But Perraud also suspects something more systemic at work: The French penchant for principled departure might also serve as a “kind of safety valve for the republican monarchy” that de Gaulle shaped with the creation of the Fifth Republic in 1958, he said. Given the power de Gaulle invested in the presidency, as well as the scorn he expressed for political parties, resignation on matters of policy became one of the few paths of political dissension a tradition that has continued to this day.

Indeed, as Hollande immediately understood, Taubira’s whisperings were aimed less at France’s youth than at her former bosses. The title of her book alludes to Hollande’s invocation, in his speech last November, in the wake of the Paris terrorist attacks, of “the youth of France” as a particular concern. Not coincidentally, this was the same speech in which he announced the plans to strip the French citizenship of dual nationals convicted of terrorism that set Taubira on her course toward self-sacrifice. Citing the suicidal aims of terrorists, Taubira, in Murmures, mocks the preventive value of such a threat: “What effect could stripping them of their French nationality have on them? They do not die as French citizens or bi-nationals; they die in bloody pieces.”

The only consequence of the proposed law, slated to be voted on next week, Taubira warns, will be to lend credibility to the arguments of the aspiring presidential candidates on France’s right and far-right. Both former President Nicolas Sarkozy, leader of the conservative Les Républicains, and Marine Le Pen, president of the National Front, have long sought such a law. While Sarkozy and Le Pen make their case on national security grounds, it also dovetails with their explicitly anti-immigration and implicitly anti-Muslim rhetoric. For this reason, Taubira insists that Hollande’s tactical move is not only an ethical blunder, but a tactical one: The law will validate what she calls the “paranoid and conspiratorial” convictions of those who “obsess over national identity and fixate on policies of exclusion and expulsion.”

The pamphlet is, as well, a thinly veiled rejoinder to Valls, with whom Taubira was frequently at odds during her tenure in office, most notably over the prime minister’s efforts to expand the state’s capacity for intelligence gathering and the government’s perceived “droitisation,” or rightward lurch, on matters of security and immigration. Along with the long list of provocations to the Socialist old guard, Valls also alarmed France’s intellectual class a few weeks ago when, dismissing efforts to plumb the motivations of young terrorists, he warned: “to explain jihadism is to want to excuse.” Although ostensibly writing about the Islamic State’s recruitment efforts, Taubira also had Valls in mind when she declared in her pamphlet, “In the face of threats, we must refuse to surrender intellectually.” In effect, Taubira sought to remind Valls that to explain is to begin to find solutions.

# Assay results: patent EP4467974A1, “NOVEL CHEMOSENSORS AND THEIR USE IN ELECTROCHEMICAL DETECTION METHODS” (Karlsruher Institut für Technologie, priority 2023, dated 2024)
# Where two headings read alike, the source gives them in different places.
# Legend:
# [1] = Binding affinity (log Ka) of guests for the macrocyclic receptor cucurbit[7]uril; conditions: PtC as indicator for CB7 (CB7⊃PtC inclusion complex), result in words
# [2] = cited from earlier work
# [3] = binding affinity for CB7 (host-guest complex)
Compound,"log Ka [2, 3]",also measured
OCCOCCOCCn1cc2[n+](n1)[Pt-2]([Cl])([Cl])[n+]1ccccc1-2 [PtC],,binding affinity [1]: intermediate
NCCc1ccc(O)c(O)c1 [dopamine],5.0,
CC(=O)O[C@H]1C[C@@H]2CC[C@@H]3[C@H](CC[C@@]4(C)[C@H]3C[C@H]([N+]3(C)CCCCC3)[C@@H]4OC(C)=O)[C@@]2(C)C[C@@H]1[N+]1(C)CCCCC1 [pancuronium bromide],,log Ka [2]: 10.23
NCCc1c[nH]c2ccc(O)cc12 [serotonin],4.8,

Nevertheless, one might well ask, as Valls did, if to resign is to resist — or to retreat. For all the strength of their principles, few of France’s political resignees succeeded in changing the course of their government, much less the course of history. In his letter to Mollet, Mendès-France portrayed his resignation as an “anguished appeal,” one he hoped would move the “government to make the necessary decisions, however difficult they may be.” He no more succeeded in that aim, however, than did Taubira, who told Le Monde earlier this week that she had delayed her own resignation in the hope that Hollande would reconsider his decision. In fact, in the days since she announced her decision, Taubira’s actions have been cast in a somewhat less attractive light. She remained in office, after all, for more than a month after Valls announced that the proposed law would be put to a parliamentary vote. Moreover, Taubira spent part of that time writing a pamphlet to justify her resignation. While she told Le Monde that it was no one’s business how she spent her time, a friend at the newspaper told me that the entire affair had left him feeling disgusted and cynical.

This reaction, shared by several other commentators, is understandable, but severe. Saints are — fortunately — rare in politics. Besides, Taubira ultimately acted on the golden rule of ministerial responsibility, expressed by the crusty French republican icon Jean-Pierre Chevènement: “A cabinet minister shuts up or steps down.” (Chevènement happens to hold the hat trick: Incapable of shutting up, he has stepped down from three different governments.)

And her decision, regardless of its reasons, underscores the moral and political dilemma in which Hollande has placed his party. Over the last several days, new contortions have been added to the conundrum. Earlier this week, a number of Socialists began arguing that, in order to remove the stigma from those who hold dual citizenship, the proposed constitutional change should be extended to all French citizens, only to backtrack this week and return to the original proposal, reflecting Valls’s earlier warning that France “cannot create stateless persons.” And yet, upon opening Friday’s debate on the proposed bill in the National Assembly, Valls performed a perfect pirouette, announcing to general stupor and surprise that the government seeks precisely that — a law on denationalization that would apply to all convicted French terrorists.

Taubira has not publicly spoken about this latest twist, but she hardly needs to. In her pamphlet, Taubira insists that a “nation must find a way to deal with its citizens. What would the world become if each country expelled those of its citizens it considered undesirable?” Next week’s vote will reveal whether France’s political class has an answer for Taubira’s question — which she is no longer murmuring, but shouting from the rooftops.

Photo credit: Jewel Samad/AFP/Getty Images